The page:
76. Just made these and my family rationed them out so nobody could take too many! Haha, they were sooo yummy and delicious. Perfectly crunchy and delicious. Thanks for the recipe Tim!

  77. Nice, Rachel! You gotta be careful with these, they go quickly.

  78. Served these with a sour cream based bacon and horseradish dip. Instant hit. Thanks!

  79. I know I’m not saying anything new here, but I just HAVE to give my kuddos to these fries. I am a big fan of fries, generally favoring the sweet potato variety, but always, always, requiring them to be as crisp as physically possible. Limp fries are my worst culinary nightmare. Maybe even worse than limp bacon. And I have to say, oven fries generally fall into that I-wish-I-could-get-on-board-but-they’re-just-not-crispy-enough! category. But these! These! They were so divinely crispy! And oh what an occasion to make them garlicky as well. The cornstarch method is genius and stupidly simple with amazing results. I also liked that they were less greasy than a fried fry. Thank you thank you thank you for converting me to an oven-fry lover!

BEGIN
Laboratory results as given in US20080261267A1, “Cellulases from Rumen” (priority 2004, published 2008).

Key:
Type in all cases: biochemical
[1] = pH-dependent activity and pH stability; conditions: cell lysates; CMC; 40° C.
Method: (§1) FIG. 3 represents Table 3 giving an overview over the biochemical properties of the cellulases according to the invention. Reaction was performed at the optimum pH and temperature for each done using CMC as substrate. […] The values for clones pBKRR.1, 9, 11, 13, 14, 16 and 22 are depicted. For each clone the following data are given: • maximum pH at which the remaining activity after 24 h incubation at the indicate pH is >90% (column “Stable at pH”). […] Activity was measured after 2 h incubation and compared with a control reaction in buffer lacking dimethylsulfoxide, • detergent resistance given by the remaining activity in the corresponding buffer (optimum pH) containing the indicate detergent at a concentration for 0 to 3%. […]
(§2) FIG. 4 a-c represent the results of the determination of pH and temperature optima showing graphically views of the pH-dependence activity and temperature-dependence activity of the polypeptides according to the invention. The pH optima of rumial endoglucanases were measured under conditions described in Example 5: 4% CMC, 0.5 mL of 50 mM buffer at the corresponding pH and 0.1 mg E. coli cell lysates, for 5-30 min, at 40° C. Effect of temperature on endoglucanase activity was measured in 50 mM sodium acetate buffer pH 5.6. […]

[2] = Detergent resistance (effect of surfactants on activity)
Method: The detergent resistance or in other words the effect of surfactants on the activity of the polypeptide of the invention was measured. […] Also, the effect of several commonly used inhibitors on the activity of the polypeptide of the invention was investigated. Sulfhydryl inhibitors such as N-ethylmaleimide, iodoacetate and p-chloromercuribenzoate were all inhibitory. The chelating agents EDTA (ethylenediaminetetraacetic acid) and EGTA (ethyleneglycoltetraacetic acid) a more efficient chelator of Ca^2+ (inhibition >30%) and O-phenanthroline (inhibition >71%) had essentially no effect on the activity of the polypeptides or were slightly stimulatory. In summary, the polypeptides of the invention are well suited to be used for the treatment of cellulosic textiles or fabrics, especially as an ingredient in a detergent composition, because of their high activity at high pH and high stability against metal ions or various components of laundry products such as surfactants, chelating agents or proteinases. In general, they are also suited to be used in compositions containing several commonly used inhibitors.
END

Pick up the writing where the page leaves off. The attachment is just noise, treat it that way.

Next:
80. Thanks for checking in, Sarah! Glad you liked the fries. This is definitely one of my favorite recipes, and an example of why Cook’s Illustrated is so awesome. Next time I make these, I want to try a cheese sauce to dip them in…too much? I hope not!

  81. Hi Tim! Your website is absolutely gorgeous… the photos you take are beautiful, and i’ve archived many of your recipes to try once I have a chance! I wanted to ask, what’s so special about kosher salt? I’m a baker for pleasure and a student, so I usually go with what’s cheaper, but am I missing out on something?